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Naschitz S.,Hebrew University of Jerusalem | Naor A.,The Golan Research Institute | Wolf S.,Hebrew University of Jerusalem | Goldschmidt E.E.,Hebrew University of Jerusalem
Trees - Structure and Function

Key message: Autumnal senescence of apple in a warm climate corresponds to accumulated degree-days beneath 22 °C. Summer drought delays senescence and enables replenishment of carbohydrate reserves. Recovery of the root system plays a key role. Autumnal senescence of apple (Malus domestica Borkh.), a deciduous, temperate climate species, is triggered by a rather abrupt temperature drop, down to the lower teens. Under the warmer, east Mediterranean climate of northern Israel, the temperature drop is gradual and much more moderate. Another characteristic of this climate is the complete lack of precipitation during summer. The aim of the present study was to elucidate the effects of summer drought on seasonal leaf senescence in a warm autumn. We hypothesized that summer drought delays senescence due to an increased demand for carbohydrates during autumn. The advent of autumnal senescence was followed for 3 years (2009-2011) on trees exposed to various levels of drought. Total canopy green area (effective leaf area, ELA) and hue angle were estimated periodically by means of image analysis, as a measure of leaf drop and autumnal color change. Photosynthesis, midday stem water potential, and roots' non-structural carbohydrate contents were measured on several occasions. The time course of leaf drop followed the decline in air and soil temperatures. The rate of decline in ELA closely corresponded to accumulated degree-days beneath 22 °C in the soil, a much higher temperature threshold than previously reported for apple. Drought stress during the summer delayed leaf senescence even further, when compared with well-irrigated trees. Leaves maintained their photosynthetic functionality throughout autumn, until late December. The delayed senescence enabled replenishment of root carbohydrate reserves, which is critical for next year's growth and fruiting. The eco-physiological significance of the findings is discussed. © 2014 Springer-Verlag Berlin Heidelberg. Source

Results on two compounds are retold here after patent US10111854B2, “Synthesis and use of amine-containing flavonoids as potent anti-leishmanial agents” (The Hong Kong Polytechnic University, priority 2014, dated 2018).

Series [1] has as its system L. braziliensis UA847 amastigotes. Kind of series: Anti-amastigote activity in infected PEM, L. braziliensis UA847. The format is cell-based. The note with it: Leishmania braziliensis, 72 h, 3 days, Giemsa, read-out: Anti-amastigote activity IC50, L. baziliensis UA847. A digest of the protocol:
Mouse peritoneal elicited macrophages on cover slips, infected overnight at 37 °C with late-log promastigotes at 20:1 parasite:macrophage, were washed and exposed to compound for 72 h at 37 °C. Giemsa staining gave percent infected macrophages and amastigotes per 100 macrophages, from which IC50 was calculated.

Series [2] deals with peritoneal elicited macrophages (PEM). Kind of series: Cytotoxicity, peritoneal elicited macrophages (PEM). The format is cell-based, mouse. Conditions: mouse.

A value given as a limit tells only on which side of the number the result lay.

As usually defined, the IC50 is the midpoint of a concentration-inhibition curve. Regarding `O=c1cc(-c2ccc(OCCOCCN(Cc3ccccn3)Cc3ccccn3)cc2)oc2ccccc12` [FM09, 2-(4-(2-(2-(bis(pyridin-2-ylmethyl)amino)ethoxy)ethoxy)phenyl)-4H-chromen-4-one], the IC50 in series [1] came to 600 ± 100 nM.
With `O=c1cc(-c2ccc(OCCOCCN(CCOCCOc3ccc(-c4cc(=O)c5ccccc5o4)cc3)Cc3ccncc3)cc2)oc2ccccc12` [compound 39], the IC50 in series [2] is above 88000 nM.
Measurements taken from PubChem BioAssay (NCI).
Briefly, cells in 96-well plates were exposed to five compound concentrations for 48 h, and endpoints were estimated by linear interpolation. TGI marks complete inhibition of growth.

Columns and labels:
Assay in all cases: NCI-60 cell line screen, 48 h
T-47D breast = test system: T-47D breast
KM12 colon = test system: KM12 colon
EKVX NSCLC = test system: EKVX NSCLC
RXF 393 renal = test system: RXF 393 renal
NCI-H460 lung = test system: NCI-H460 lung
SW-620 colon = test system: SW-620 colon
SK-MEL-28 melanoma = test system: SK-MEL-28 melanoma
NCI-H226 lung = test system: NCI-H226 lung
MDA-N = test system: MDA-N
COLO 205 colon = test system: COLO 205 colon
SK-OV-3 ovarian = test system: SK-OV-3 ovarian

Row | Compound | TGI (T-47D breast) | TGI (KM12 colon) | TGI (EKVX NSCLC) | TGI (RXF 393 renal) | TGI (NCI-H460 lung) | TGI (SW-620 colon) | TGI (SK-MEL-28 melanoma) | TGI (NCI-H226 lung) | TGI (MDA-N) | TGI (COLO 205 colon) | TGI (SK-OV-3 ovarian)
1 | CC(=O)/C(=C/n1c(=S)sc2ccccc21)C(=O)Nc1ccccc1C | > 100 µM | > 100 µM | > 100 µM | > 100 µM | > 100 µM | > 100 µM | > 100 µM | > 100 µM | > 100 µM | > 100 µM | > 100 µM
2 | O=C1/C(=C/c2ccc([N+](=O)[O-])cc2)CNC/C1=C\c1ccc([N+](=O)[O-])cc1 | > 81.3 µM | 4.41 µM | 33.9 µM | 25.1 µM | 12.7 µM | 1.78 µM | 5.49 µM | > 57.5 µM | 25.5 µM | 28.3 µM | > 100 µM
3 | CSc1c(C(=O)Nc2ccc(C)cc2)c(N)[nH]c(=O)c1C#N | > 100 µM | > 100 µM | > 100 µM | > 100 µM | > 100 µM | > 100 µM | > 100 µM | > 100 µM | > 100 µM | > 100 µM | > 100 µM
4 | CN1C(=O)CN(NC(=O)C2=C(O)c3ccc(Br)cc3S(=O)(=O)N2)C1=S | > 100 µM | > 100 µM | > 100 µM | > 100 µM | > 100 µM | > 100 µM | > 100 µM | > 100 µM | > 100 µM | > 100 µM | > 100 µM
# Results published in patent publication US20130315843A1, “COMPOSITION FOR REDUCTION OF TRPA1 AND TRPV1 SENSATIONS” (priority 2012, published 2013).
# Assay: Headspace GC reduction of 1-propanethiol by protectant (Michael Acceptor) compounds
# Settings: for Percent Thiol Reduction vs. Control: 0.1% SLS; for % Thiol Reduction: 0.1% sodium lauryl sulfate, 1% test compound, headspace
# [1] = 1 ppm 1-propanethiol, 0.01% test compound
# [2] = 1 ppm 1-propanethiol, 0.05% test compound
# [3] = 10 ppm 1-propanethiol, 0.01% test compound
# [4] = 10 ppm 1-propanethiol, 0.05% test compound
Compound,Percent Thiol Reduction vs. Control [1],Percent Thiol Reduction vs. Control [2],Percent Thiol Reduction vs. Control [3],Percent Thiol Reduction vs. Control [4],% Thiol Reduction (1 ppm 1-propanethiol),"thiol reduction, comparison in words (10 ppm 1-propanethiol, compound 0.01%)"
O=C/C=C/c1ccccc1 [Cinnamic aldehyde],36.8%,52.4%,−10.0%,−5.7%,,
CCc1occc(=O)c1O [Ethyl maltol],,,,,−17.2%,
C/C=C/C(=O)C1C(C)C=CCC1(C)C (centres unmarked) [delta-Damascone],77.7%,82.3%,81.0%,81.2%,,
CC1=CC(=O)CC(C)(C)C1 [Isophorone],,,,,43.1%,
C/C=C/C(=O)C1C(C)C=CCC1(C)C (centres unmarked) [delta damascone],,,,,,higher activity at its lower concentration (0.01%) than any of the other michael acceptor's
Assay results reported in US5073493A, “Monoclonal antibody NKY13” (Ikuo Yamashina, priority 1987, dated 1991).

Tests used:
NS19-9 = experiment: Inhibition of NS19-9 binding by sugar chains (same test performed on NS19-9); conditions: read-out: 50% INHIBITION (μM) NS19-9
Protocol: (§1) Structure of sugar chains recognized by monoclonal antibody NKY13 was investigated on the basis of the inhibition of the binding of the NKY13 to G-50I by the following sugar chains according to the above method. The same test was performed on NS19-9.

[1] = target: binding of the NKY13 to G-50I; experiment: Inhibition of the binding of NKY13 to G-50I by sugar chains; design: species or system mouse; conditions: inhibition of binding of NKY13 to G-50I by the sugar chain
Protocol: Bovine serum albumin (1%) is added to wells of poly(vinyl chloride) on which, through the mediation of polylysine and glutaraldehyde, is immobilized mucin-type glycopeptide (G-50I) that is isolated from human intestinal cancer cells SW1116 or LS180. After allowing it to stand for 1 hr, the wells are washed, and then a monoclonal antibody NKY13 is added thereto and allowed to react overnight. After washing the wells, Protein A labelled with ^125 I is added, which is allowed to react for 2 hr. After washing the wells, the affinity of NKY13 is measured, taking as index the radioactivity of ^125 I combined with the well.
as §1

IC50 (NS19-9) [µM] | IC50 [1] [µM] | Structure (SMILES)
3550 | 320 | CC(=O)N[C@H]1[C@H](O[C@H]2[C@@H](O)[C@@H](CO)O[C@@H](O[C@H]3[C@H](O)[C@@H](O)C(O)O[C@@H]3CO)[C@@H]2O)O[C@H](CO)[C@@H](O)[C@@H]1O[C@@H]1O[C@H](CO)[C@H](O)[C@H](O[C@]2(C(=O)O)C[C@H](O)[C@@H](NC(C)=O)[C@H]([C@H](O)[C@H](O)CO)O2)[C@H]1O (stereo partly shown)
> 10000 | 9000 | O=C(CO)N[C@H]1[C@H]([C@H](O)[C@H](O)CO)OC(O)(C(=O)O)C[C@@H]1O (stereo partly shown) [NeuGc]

Silber A.,Institute of Soil, Water and Environmental Sciences | Israeli Y.,Northern R and D | Levi M.,Northern R and D | Keinan A.,Northern R and D | And 8 more authors.
Agricultural Water Management